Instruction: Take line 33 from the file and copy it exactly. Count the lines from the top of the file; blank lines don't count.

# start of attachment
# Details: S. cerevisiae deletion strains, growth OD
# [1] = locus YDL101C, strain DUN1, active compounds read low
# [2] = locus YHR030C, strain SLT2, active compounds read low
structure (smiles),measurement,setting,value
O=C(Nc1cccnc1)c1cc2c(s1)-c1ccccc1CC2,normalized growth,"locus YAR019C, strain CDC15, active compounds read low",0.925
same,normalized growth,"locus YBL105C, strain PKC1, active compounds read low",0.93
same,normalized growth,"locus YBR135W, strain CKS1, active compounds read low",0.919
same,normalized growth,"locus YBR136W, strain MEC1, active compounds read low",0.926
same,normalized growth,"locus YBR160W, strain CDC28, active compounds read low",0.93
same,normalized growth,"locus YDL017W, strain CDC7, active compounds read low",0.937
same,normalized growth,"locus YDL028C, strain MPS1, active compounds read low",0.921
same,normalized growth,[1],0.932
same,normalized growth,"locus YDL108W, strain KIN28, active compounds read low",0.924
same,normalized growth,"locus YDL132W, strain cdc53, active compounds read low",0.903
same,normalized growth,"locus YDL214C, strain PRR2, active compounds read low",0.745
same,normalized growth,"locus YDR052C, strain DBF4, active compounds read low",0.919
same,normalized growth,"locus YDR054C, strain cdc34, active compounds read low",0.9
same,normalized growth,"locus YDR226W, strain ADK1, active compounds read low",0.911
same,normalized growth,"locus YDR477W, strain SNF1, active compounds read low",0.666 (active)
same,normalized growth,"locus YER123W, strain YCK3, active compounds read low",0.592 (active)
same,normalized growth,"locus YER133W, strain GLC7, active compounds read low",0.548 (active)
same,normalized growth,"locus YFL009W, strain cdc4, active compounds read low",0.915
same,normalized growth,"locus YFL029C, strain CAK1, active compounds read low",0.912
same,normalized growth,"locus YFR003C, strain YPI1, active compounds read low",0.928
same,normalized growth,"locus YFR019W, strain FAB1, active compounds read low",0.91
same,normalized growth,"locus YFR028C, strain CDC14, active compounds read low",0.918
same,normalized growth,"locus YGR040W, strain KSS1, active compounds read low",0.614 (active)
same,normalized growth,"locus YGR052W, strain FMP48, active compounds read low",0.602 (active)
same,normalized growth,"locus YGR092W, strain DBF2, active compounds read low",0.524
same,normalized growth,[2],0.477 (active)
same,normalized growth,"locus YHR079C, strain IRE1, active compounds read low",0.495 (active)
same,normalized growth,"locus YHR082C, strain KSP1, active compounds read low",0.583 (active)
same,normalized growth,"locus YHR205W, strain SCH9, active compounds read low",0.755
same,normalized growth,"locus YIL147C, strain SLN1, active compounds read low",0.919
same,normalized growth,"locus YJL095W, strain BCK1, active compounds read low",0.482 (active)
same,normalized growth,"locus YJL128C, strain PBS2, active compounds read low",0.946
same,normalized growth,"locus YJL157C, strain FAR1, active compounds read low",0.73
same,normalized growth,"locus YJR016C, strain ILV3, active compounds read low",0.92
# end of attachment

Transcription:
same,normalized growth,"locus YHR205W, strain SCH9, active compounds read low",0.755